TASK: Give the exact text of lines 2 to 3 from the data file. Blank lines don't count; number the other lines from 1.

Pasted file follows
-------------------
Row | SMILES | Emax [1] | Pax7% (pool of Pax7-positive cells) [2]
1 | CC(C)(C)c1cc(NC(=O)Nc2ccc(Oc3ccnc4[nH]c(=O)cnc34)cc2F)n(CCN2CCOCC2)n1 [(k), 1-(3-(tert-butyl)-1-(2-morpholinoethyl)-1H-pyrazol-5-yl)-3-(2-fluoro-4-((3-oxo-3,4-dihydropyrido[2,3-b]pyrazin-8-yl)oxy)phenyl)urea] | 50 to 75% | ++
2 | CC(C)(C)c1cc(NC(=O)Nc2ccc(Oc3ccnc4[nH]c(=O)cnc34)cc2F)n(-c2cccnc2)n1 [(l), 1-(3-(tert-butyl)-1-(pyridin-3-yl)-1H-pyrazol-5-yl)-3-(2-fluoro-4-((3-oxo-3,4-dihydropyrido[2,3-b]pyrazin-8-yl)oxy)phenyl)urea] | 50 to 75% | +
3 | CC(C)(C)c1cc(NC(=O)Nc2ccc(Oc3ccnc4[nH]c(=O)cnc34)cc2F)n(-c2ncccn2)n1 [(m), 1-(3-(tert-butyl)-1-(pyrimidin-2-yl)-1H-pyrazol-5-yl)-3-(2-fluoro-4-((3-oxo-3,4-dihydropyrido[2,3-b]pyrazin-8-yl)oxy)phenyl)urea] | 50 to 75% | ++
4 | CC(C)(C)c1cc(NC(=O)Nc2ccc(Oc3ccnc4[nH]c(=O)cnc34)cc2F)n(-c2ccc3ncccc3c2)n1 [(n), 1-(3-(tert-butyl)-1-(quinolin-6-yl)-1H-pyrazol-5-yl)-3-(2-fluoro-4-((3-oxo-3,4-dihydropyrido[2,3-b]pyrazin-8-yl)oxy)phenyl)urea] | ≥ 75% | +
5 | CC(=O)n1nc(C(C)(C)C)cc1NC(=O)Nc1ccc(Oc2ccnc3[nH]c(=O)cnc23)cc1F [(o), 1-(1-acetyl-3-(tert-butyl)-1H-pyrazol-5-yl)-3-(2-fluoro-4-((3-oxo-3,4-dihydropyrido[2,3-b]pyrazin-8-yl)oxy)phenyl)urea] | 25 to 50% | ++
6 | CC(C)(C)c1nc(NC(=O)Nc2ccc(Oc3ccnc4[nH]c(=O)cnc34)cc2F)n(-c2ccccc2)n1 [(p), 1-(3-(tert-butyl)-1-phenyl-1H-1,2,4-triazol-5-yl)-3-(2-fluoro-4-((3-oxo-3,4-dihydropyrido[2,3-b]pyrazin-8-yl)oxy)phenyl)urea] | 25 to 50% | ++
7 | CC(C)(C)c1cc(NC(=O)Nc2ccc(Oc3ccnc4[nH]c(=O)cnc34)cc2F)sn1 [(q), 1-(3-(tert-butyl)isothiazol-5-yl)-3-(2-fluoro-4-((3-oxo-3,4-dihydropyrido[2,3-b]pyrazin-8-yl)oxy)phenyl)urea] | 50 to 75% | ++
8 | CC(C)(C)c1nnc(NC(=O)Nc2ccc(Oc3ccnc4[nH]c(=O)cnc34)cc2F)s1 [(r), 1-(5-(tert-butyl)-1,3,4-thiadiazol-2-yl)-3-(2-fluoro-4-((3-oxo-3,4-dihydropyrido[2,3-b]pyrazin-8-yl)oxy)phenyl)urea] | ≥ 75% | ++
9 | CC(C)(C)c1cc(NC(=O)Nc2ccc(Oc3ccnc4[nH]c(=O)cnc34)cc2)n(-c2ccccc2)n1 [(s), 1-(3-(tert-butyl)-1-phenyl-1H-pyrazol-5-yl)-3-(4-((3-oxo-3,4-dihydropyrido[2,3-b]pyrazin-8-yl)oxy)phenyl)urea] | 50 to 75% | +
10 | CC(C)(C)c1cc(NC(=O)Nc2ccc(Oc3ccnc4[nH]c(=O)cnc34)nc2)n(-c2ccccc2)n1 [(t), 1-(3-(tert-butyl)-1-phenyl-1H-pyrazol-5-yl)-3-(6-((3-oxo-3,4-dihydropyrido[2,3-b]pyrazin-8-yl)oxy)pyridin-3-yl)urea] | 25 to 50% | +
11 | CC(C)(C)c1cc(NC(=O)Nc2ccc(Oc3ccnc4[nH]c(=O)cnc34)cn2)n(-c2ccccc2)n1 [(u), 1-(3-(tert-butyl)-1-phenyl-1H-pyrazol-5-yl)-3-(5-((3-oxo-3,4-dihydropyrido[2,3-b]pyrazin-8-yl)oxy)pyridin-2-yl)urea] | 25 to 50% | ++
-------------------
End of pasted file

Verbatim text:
1 | CC(C)(C)c1cc(NC(=O)Nc2ccc(Oc3ccnc4[nH]c(=O)cnc34)cc2F)n(CCN2CCOCC2)n1 [(k), 1-(3-(tert-butyl)-1-(2-morpholinoethyl)-1H-pyrazol-5-yl)-3-(2-fluoro-4-((3-oxo-3,4-dihydropyrido[2,3-b]pyrazin-8-yl)oxy)phenyl)urea] | 50 to 75% | ++
2 | CC(C)(C)c1cc(NC(=O)Nc2ccc(Oc3ccnc4[nH]c(=O)cnc34)cc2F)n(-c2cccnc2)n1 [(l), 1-(3-(tert-butyl)-1-(pyridin-3-yl)-1H-pyrazol-5-yl)-3-(2-fluoro-4-((3-oxo-3,4-dihydropyrido[2,3-b]pyrazin-8-yl)oxy)phenyl)urea] | 50 to 75% | +